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I'm working on an application where the validation (ranges) checks are controlled in the business logic layer. The code looks similar to this:

public string ValidateRange(int value, int lowRange, int highRange, string fieldDesc, System.Web.UI.WebControls.TextBox txtBox)
     string msg = "";

     if (value >= lowRange & value <= highRange)
         msg = "";
         msg = "Please enter a value between " + lowRange + " and " + highRange + " for \"" + fieldDesc + ".\"";

     return msg;

I'm pretty sure I'm doing this incorrectly so I was hoping someone can explain to me the most efficient way of handling the function and BLL so that it can pass to the Presentation layer nicely. My hope is that I can limit my interaction with the BLL to ValidateRange checks on the form's TextBox controls with a return for each. If I'm approaching this incorrectly, please let me know. If it does work this way, how can I allow the BLL to access the TextBoxes from the Presentation Layer?

Thanks for your help.

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1 Answer 1

up vote 1 down vote accepted

I wouldn't try to have the BLL mess with textboxes or anything that is presentation related. Afterall, the BLL is supposed to be presentation agnostic. Otherwise, should you need to write, say, a Windows Forms presentation layer (to go with your ASP.NET one), you'd have to re-write or add all new methods on your BLL to support accepting System.Windows.Forms.TextBox as well! It defeats the whole purpose of n-tier if the two presentation layers cannot share the same BLL methods/code.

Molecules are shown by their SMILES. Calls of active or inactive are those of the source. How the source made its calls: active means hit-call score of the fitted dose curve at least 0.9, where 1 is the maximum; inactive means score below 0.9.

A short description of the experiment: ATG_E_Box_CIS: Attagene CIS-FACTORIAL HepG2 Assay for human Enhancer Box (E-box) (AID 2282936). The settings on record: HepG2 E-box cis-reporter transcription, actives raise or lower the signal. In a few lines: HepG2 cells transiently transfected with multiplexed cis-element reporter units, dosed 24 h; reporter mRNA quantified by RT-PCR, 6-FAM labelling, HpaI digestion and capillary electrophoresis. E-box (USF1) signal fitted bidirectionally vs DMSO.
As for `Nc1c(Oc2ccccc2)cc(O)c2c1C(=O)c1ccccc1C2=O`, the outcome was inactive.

No, you'll want to remove any traces of textboxes and such from the BLL and instead write code for auto-focusing invalid textboxes in the presentation layer itself.

If you are using ASP.NET's built-in validation stuff (Page.IsValid and CausesValidation and the like), you'll just have to resort to checking which validator came back false and set the focus that way. You can still have your BLL provide the error message.

For example, using a CustomValidator, you could have it call your BLL method ValidateRange. If the return value is String.Empty, return true (valid). If it is non-empty/non-null, you know you got an error, so set the CustomValidator's ErrorMessage and/or Text properties to the string returned and then return false (invalid).

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We've been instructed not to use ASP.NET validators so I'll try to look into and incorporate the auto-focusing invalid textboxes method. Thanks. –  Robert Aug 23 '10 at 18:01

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